DUBAI // Born in Dublin, Ronan Morgan won 54 FIA international rallies during a 30-year racing career and sat alongside Mohammed ben Sulayem for 10 of the Emirati’s record 14 Middle East Rally Championship title wins. Morgan later moved to Dubai as motorsports director for the Automobile and Touring Club of the UAE and was this week handed the role of general manager. He discussed his new role with The National:
Q: After six years as motorsport director at the ATCUAE, you were promoted to general manager this week. What does the new role entail and how does your daily routine change?
A: It’s really about making the two sides of the organisation – sport and mobility – work better together and more coherently. Sports will remain the same, so in that sense my role won’t change too much. Both sides of the business are working well, so there is no need. It’s more about just looking after them and keeping them on the right road. No seismic change for me is expected.
Q: What are your targets for your first year as general manager of ATCUAE?
A: It’s a big question. In the past, we have had two different departments in our organisation and sometimes there has been a little crossover, but we need to improve that, streamline it and achieve more efficiency. Rather than having two teams running in the same direction on parallel tracks, I want us to be one big team, and that will come with improved interaction.
Q: With a little less than two months until the annual Abu Dhabi Desert Challenge, presumably plans are gathering pace. How is it looking?
A: Things are progressing very well. A revised route has been pitched and now we want to push on and get the relevant permissions, which should happen in the next couple of weeks. We want to have a big push this year and expect more entries than ever before. We should have a very good field and are introducing new elements to it as well.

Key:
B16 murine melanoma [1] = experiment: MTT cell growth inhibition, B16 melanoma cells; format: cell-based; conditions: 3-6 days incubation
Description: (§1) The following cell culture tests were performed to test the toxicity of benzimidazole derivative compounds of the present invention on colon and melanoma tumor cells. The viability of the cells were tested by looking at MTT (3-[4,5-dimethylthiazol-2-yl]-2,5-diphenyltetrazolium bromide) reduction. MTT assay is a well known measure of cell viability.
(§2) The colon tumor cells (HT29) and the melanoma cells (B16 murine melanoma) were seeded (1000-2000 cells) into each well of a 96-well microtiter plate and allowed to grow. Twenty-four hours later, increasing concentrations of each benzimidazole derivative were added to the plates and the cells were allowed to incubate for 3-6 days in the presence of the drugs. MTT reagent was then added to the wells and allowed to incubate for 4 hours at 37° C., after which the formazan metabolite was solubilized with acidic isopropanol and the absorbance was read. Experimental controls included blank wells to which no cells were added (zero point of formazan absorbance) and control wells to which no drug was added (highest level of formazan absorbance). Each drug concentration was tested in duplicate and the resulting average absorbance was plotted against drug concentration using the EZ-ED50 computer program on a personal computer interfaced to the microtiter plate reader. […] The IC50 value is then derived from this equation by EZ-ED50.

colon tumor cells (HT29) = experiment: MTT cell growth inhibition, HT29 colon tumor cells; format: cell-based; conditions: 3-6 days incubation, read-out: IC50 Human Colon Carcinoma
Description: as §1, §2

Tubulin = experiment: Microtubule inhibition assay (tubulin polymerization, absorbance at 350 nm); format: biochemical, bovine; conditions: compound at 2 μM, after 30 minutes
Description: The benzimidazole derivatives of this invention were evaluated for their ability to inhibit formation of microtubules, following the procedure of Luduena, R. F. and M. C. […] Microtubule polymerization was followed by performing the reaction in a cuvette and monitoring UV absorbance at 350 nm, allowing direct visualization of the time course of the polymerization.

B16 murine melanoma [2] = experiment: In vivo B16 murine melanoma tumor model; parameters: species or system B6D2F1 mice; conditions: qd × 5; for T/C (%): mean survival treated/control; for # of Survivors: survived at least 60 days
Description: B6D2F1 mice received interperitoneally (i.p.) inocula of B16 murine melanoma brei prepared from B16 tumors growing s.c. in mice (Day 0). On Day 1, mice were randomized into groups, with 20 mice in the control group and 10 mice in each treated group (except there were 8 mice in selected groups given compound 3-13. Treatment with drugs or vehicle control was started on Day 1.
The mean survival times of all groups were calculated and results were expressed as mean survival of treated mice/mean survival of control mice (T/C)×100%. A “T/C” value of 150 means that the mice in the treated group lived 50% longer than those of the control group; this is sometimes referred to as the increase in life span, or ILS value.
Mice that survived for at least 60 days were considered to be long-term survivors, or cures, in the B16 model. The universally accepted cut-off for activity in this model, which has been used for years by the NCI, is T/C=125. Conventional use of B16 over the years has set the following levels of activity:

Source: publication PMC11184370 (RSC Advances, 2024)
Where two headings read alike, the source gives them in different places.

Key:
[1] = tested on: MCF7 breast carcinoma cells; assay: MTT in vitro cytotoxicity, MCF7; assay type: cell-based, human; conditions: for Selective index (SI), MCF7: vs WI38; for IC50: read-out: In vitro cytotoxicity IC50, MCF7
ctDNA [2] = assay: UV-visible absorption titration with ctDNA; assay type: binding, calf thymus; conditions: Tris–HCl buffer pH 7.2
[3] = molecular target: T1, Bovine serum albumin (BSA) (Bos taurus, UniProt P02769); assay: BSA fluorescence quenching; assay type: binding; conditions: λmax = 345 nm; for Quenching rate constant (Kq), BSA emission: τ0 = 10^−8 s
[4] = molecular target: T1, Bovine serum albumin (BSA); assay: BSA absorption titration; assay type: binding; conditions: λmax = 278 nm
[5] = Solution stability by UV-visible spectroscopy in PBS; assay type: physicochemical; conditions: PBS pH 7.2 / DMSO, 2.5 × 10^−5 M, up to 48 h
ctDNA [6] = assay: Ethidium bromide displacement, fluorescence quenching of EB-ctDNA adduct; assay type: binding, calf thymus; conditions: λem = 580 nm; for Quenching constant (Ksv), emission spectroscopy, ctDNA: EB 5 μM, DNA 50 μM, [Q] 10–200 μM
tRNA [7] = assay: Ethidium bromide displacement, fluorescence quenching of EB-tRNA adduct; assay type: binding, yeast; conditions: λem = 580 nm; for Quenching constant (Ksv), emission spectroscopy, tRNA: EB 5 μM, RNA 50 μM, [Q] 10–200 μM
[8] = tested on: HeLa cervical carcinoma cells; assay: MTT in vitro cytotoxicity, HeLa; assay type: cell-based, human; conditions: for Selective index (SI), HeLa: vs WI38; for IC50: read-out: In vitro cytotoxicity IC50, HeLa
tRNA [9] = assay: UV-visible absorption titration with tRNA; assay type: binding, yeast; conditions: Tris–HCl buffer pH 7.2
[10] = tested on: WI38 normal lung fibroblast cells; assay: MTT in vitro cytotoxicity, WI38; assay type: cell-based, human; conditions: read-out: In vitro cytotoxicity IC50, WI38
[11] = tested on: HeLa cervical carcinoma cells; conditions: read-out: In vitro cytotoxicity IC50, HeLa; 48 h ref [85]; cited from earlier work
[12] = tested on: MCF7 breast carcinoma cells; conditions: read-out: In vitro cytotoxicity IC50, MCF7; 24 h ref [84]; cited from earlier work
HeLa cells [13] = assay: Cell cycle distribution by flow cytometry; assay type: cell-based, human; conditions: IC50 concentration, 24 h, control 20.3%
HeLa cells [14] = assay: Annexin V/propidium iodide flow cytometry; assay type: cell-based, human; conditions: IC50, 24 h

Q: Are there any special plans to celebrate the event’s 25th anniversary?
A: There are, but if I told you I’d have to kill you … No, seriously, this is one of the oldest motorsports events in the UAE and we do want to do something pretty spectacular to mark the occasion. For now, though, it’s a case of “watch this space”.
Q: After the Desert Challenge, the next high-profile event on the UAE motorsports calendar is November’s Abu Dhabi Grand Prix. What is going on in between that you will be pushing?
A: There are 140 motorsport events that happen in the UAE and we license and sanction them all. Some of them are growing in stature. For example, the Emirates Desert Championship has exploded recently, has now become almost a feeder series for the Desert Challenge and we are getting overseas interest in it. We want these events to get the recognition they deserve.
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